Over the years, I've used both and I've seen both break. I can verify that steel does whip and that while synthetic doesn't "exactly" fall dead, it doesn't do much more (it doesn't whip and it certainly wouldn't hurt anyone). I still believe in throwing a jacket over a line regardless of what it's made of.
I like aspects of both and dislike aspects of both. Currently, I use synthetic and intend to keep doing so. The reason that I do is for the safety factor. I have two teenage boys who've been preached at more than I probably should have about respecting winch line (regardless of type). But they're teenagers and teenagers do stupid things from time to time (I know that I did). It's not just the "whip" factor either. When you get from 1.5-2 times the strength out of a given line size, that means a lot.
I rebuild winches as a hobby, mostly 8274s, but I do work on planetaries from time to time. What most folks may not realize is that the 5/16" steel cable that comes on a new Warn 8K (regardless of model) is only rated at 9,800 lbs. That's in a perfect world with brand new cable that's never been stretched, kinked, abraded, or mistreated in any way.
I do get more of a warm fuzzy with the abrasion resistance of steel, but I'm a little bit of a zealot about keeping my line off the ground or from touching things, so the synthetic doesn't really bother me. I also feel that a properly maintained steel cable will probably have much more longevity than a properly maintained synthetic rope. I have nothing to support this, but until synthetics have been on the market for 20+ years, no one else will either.
All that being said, regardless of which you use, please do proper maintenance on it at least once or twice a year. For synthetic, that means a nice bucket of clean water pushing the braid into itself (opening up the braid) and making sure that you get all the dirt out. For steel it means lubricating the cable. A bonus is that you'll find other problems (kinks, broken strands, and etc.) while you're doing this instead of finding them the hard way when you "need" the winch to work. I used Kroil when I was running steel. I used Kroil because that's what my dad always used (and uses still). I wish I could give you a well prepared explanation of what the best product is, but I can't because it's all I've used and it's always worked well. Any good penetrating oil should work fine, but frankly I'd rather see someone putting motor oil on their cable than leaving it dry. Yes, oiling cable is messy, but yes, it's worth it.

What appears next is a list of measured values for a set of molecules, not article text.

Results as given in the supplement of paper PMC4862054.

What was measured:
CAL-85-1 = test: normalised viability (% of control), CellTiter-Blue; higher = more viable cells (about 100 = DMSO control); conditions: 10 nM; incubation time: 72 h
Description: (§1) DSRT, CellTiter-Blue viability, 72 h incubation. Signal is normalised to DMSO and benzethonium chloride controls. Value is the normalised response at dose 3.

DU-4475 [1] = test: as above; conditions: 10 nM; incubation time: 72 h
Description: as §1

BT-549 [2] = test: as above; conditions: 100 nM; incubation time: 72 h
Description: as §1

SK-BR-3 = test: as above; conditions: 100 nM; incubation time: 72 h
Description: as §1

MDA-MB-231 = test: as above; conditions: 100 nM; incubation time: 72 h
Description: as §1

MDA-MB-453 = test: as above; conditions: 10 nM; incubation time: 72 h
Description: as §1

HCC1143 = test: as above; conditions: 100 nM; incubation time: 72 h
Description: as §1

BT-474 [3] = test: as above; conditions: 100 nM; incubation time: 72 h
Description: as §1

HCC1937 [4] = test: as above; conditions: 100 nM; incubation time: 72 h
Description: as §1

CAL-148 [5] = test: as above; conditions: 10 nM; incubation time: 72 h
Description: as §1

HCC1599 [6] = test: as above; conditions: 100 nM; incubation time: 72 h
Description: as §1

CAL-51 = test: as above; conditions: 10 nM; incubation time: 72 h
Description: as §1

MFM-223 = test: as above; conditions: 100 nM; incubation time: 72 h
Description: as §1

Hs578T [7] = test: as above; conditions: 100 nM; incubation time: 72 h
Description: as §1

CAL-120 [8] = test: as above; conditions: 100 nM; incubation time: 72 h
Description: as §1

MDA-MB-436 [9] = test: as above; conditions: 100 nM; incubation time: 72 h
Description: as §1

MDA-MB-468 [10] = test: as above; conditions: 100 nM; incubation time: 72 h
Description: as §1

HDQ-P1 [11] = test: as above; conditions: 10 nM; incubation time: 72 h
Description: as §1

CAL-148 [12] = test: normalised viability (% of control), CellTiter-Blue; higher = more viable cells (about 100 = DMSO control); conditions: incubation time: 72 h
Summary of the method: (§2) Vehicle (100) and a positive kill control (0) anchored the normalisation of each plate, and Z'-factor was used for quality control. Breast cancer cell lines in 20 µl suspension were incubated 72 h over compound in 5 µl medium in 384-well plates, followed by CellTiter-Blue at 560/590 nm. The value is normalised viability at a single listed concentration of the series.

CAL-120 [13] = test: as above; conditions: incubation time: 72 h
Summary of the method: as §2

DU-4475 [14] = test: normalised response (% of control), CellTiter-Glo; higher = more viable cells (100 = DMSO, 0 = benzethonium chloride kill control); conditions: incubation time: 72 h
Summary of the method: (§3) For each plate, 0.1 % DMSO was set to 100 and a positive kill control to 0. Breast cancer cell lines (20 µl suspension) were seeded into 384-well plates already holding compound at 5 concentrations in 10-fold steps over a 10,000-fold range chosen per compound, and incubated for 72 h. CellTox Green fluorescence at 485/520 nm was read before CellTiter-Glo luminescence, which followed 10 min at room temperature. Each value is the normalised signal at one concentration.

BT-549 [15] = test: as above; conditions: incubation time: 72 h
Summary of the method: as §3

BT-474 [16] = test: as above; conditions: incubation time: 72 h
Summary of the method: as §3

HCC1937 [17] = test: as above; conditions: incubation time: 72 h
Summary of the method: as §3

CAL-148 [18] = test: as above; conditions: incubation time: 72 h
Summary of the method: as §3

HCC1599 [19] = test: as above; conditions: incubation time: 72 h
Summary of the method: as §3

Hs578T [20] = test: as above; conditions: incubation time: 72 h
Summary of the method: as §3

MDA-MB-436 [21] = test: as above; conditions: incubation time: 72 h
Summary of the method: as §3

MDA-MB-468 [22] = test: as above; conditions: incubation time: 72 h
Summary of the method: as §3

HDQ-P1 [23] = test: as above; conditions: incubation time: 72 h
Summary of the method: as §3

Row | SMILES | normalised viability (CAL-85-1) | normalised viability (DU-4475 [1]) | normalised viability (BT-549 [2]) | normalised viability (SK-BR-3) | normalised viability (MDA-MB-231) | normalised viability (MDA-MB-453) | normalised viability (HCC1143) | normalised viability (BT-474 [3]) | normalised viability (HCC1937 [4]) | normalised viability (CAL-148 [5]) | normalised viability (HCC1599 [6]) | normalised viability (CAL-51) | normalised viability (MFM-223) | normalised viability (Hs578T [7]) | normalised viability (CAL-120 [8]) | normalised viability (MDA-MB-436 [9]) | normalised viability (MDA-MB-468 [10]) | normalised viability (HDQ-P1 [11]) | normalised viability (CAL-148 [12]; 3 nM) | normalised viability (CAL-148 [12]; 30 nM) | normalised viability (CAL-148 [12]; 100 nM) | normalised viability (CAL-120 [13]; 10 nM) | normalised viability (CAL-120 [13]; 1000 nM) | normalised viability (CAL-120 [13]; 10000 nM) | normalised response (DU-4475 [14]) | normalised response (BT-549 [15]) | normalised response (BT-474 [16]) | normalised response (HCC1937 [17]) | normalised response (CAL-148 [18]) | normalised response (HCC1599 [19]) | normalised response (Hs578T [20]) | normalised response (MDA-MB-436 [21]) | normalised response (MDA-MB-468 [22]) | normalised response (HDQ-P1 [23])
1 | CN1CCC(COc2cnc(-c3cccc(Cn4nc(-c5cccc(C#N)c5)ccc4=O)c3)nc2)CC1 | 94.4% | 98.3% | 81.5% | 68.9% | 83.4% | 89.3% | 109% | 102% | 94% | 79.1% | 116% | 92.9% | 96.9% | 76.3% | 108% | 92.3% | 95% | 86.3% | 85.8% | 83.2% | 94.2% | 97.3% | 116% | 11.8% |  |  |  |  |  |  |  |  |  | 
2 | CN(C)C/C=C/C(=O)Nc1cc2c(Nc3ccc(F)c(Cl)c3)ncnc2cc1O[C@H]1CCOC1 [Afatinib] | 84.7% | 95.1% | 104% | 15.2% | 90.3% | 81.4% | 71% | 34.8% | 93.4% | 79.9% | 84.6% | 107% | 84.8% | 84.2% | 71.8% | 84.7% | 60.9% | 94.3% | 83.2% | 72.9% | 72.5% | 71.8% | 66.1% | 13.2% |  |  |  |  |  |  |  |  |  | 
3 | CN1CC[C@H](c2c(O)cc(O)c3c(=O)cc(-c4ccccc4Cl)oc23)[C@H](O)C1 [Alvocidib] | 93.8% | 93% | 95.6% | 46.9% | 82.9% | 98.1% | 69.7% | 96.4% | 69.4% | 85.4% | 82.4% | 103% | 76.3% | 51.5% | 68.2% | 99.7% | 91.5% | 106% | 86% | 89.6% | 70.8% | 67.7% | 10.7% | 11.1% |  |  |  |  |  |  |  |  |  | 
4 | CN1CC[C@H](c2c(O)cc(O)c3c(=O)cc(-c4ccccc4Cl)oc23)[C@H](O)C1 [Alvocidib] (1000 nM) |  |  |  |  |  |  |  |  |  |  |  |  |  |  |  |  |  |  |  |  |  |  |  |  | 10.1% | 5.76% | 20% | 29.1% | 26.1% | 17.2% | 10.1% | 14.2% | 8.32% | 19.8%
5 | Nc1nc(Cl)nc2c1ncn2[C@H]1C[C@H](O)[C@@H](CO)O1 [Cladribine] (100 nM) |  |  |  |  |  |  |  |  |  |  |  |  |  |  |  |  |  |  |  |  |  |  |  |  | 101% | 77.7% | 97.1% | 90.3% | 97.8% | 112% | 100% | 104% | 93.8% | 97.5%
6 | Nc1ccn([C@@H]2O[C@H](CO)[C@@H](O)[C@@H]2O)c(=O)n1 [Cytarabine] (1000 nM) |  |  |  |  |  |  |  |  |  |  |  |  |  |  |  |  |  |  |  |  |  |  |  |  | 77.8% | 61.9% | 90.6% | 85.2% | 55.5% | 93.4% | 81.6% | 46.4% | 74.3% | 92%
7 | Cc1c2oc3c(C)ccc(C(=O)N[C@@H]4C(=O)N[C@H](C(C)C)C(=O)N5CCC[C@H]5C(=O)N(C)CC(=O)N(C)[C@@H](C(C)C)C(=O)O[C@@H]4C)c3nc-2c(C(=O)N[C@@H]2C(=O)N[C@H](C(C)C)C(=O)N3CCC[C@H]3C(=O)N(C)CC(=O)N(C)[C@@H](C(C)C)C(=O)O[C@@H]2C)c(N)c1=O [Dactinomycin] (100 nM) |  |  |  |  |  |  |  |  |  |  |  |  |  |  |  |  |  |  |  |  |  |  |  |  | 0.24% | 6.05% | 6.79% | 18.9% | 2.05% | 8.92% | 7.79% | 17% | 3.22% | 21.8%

My brother has an old Ramsey that's been on his truck for over a decade. It was on a F350 that my dad had for another decade before that. This was a winch that came on the F350 when dad bought it and had seen quite a bit of use before we got it. My brother is still running that cable. He lubes it in the spring and in the fall and it's never given him any problems.
In the end, pick what's best for you, maintain it, and use it with care. I'm not opposed to either. It's just a matter of deciding which drawbacks you'd rather live with.
“The test of the machine is the satisfaction it gives you. There isn't any other test. If the machine produces tranquility it's right. If it disturbs you it's wrong until either the machine or your mind is changed.” ― Robert M. Pirsig, Zen And The Art Of Motorcycle Maintenance: An Inquiry Into Values